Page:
A tremor refers to an involuntary movement of the limbs or body. It is a common symptom in many neurological and autoimmune conditions, including Multiple Sclerosis. About 25% to 60% of Multiple Sclerosis patients will experience this symptom, which can be embarrassing as well as debilitating to manage. The right treatment, however, can make things much easier. Here’s a quick guide on how to manage Multiple Sclerosis tremors on a daily basis.
Understanding Multiple Sclerosis
Multiple Sclerosis (MS) is a chronic inflammatory condition of the central nervous system. It is an autoimmune demyelinating disease, which means the immune system mistakenly attacks normal tissue — in this case, the myelin or the protective covering around nerve fibers. This leaves scarred tissue or lesions in multiple areas, disrupting electrical impulses throughout the body. When the myelin sheath is damaged, nerve impulses slow down or even stop, causing neurological problems. Multiple Sclerosis has no cure, but treatment plans can slow disease progression, control symptoms, and enhance quality of life.
Tremors in Multiple Sclerosis
People with Multiple Sclerosis typically experience what is known as an intention tremor. This type of tremor shows up only when the person is moving, not when they are at rest. As the person tries to reach for something or take a step in a certain direction, the tremor kicks in, impeding the movement. Another type is a postural tremor, in which the person experiences tremors while standing or sitting, but not when lying down. Some Multiple Sclerosis patients also experience jumpy eye movements, known as Nystagmus. Tremors occur due to damage in the nerve pathways from myelin erosion, leading to loss of control over balance and coordination. The tremor can show up as an early warning sign of Multiple Sclerosis and persist as the disease progresses.
Tremors can make it harder to perform daily activities like getting dressed or feeding oneself, and may even be dangerous if the patient is handling objects like sharp knives. Tremors also take its toll mentally as the patient struggles to keep them a secret, particularly in public. Since the nerve pathways that govern movement also coordinate functions like speaking and swallowing, Multiple Sclerosis patients with tremors may also exhibit difficulties with these functions.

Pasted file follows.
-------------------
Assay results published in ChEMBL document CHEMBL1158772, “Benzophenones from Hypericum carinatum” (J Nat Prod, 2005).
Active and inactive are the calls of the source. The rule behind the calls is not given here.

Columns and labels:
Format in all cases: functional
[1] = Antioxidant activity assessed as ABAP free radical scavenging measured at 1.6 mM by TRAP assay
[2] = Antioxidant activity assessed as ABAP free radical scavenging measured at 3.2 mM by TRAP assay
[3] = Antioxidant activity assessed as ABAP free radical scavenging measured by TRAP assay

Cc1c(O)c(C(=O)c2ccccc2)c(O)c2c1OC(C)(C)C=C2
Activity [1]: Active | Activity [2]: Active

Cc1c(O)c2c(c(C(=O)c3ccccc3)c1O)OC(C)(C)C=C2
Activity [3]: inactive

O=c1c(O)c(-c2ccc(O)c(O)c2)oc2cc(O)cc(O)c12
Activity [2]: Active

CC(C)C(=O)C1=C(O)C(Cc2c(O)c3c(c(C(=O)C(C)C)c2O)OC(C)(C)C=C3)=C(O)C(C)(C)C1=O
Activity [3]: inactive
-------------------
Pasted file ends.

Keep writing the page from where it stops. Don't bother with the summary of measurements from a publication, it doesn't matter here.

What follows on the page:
Managing tremors in Multiple Sclerosis
A typical Multiple Sclerosis treatment plan will include a combination of Stem Cell Therapy, Physiotherapy, Behavioral therapy, Speech therapy, and Occupational therapy to slow disease progression and control the symptoms. Physical therapy can make the body more stable over time and improve control over voluntary movements, while Speech therapy can help control actions like speaking and swallowing to overcome facial tremors. There are no specific treatments available to cure tremors, although certain lifestyle changes can help. These include:
- Adding small weights to utensils to help with eating safely
- Using a drinking straw to avoid spillage
- Wearing clothes with velcro fastenings rather than hooks or buttons
- Using a speech-to-text converter to type
- Stretches and exercises to improve mobility and control in the limbs
- Assistive devices for dressing, writing, cooking, and other daily activities
- Braces to hold the joint still and to make it easier to walk and move around (when placed on the ankle, foot, or arm)
Your doctor will make recommendations for some or all of these depending on what your symptoms are and the extent of disease progression. In addition, psychological counseling can help with the emotional impact of tremors, enabling you to feel more comfortable, and confident in social settings.
Tremors can be alarming when they occur and impede your normal lifestyle, but the right Multiple Sclerosis treatment will help you manage them and make necessary adjustments. Above all, be patient with yourself and seek the help you need, when you need it. This way, you can continue living as independently as possible and learn to not let the tremors define you or your outlook on life.